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Discussion Starter · #1 ·
I have two 45 semi-auto pistols. One is my Springfield XD45, and the other is my Ruger SR1911. So far the brass that I have been running through these two pistols are the original brass that I started with.

BUT,,, I was just given 62 pieces of 45 acp brass and I have no idea what they were shot through. It is my understanding that if they were shot through a Glock (unsupported chamber) that I should not reload them and then run them through my Springfield or my 1911. Is this correct and is there a way to know if they were shot through a Glock?

Thanks guys.
 

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It shouldn't be a problem, the .45ACP is a low pressure round that most likely isn't going to bulge the cases even if shot in the unsupported glock chamber. Run the brass through your sizer die and look for signs of case bulging, if not present use it as any other brass that you may have. If it is slightly bulged, Lee and Redding make a die that will remove the bulge and allow proper chambering.

those who beat their guns into plowshares, will plow for those who didn't
 

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I have two 45 semi-auto pistols. One is my Springfield XD45, and the other is my Ruger SR1911. So far the brass that I have been running through these two pistols are the original brass that I started with.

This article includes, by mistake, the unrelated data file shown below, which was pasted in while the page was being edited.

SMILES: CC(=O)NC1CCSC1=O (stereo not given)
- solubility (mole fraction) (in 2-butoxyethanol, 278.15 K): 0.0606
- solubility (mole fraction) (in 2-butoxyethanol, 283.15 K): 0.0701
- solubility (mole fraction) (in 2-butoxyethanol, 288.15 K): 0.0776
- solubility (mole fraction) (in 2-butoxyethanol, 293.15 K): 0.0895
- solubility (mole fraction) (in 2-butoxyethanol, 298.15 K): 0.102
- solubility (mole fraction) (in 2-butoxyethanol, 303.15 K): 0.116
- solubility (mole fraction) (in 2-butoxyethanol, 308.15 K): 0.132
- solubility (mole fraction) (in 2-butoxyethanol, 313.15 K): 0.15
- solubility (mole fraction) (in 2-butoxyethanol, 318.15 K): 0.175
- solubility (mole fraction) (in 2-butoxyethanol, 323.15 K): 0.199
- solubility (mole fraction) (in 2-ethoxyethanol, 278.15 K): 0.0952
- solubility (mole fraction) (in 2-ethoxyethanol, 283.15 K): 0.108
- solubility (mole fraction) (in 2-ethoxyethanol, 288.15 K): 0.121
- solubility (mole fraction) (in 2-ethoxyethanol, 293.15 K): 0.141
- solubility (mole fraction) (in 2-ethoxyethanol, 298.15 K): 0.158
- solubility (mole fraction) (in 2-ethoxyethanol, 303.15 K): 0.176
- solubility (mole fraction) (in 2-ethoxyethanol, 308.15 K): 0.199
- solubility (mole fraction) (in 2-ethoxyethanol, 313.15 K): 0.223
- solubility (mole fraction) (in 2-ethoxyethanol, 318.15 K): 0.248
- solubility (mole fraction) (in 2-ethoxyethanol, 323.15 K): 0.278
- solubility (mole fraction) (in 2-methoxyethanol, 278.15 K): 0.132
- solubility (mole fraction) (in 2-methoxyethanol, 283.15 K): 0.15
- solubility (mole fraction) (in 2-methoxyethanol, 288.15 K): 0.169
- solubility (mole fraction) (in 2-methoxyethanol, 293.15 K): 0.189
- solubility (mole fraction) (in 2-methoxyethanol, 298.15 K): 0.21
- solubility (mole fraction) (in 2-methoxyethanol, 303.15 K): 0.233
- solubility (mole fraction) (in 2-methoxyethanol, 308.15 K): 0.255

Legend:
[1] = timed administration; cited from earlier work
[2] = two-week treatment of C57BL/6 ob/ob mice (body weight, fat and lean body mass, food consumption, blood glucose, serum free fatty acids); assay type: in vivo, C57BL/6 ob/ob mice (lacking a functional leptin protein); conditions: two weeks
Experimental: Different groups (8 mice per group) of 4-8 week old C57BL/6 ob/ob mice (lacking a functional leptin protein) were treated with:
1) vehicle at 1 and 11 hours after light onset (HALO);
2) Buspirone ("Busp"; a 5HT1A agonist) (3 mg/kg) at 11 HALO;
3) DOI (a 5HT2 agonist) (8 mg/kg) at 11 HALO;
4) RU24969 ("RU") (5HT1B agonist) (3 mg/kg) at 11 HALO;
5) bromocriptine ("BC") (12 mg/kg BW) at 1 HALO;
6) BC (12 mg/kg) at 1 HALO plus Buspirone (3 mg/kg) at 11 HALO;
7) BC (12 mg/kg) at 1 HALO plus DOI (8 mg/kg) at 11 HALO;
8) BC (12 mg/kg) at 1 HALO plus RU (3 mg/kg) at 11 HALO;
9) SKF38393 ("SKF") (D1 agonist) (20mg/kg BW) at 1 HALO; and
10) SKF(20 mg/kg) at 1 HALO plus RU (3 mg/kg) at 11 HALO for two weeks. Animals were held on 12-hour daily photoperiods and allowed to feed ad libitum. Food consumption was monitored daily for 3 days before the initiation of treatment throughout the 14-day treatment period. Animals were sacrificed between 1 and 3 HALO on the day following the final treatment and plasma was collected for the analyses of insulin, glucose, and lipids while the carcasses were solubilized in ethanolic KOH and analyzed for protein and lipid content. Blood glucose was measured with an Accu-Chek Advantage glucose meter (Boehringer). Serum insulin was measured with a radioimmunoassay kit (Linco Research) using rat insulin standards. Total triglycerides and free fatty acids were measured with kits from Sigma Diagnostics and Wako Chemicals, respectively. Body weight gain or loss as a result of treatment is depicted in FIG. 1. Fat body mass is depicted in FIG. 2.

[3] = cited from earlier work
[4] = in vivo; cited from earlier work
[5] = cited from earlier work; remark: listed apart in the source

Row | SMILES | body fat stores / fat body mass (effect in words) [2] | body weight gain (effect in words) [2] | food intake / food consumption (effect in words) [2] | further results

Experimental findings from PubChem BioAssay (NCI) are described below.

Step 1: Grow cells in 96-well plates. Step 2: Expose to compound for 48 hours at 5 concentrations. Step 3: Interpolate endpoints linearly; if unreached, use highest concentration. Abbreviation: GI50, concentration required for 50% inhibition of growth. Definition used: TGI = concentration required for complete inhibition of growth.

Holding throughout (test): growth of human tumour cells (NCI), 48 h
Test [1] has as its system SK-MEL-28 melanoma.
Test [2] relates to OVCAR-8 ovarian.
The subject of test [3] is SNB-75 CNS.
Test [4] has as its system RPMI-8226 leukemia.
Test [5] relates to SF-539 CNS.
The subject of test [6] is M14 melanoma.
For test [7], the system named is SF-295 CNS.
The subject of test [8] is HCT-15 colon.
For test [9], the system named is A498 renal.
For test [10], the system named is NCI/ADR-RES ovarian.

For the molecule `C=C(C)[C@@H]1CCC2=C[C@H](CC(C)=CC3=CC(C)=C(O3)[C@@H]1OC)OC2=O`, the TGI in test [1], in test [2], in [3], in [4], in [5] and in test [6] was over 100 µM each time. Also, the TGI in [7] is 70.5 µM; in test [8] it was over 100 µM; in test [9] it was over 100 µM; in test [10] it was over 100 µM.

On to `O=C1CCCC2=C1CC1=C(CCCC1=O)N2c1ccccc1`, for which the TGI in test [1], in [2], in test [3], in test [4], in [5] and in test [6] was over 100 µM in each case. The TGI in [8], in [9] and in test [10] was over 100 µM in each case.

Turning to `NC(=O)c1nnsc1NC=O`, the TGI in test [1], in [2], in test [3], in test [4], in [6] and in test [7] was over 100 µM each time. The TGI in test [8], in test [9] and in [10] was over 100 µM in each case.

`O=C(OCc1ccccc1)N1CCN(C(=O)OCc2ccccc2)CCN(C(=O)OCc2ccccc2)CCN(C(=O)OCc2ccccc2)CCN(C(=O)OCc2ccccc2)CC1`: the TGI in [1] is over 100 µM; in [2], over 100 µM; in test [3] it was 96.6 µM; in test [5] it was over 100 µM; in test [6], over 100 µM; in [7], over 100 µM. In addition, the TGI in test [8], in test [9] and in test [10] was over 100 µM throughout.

BUT,,, I was just given 62 pieces of 45 acp brass and I have no idea what they were shot through. It is my understanding that if they were shot through a Glock (unsupported chamber) that I should not reload them and then run them through my Springfield or my 1911. Is this correct and is there a way to know if they were shot through a Glock?

Thanks guys.
Just reload em, and shoot em! As you reload them just look for cases that are damaged, no matter what they were shot in.
 

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pretty sure the Glock issue is mainly the .40, a Glock smile is very easy to determine. A bulge at the bottom of the casing is evident, if it is ran through a resizing die a experienced reloader can pick up on the added resistance it takes to fold over that bulge, hence the "smile" I think you are fine with the 45acp's lower pressure.
 

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is there a way to know if they were shot through a Glock?

Look at the primer. Every other gun, that I'm aware of, puts a round dent. Glocks have a rectangular dent with a round one in the middle of it.



Now, this might have blown because it was shot in a 40 Glock, or because it is crappy Amerc brass. Why it blew is irrelevant. See the primer?
 

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Discussion Starter · #7 ·
Thanks Ron. I have a bunch of 40 cal brass that was given to me over time and I looked at the primers and it looks exactly like the 40 cal in your pic. I just looked over the 45 acp brass and all of it has a small dimple and that is all.

Thanks Ron
 

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I've not heard of any issues with .45 acp in the Glocks, like said it is mainly the .40 cal.

load 'em up and blast away!
 
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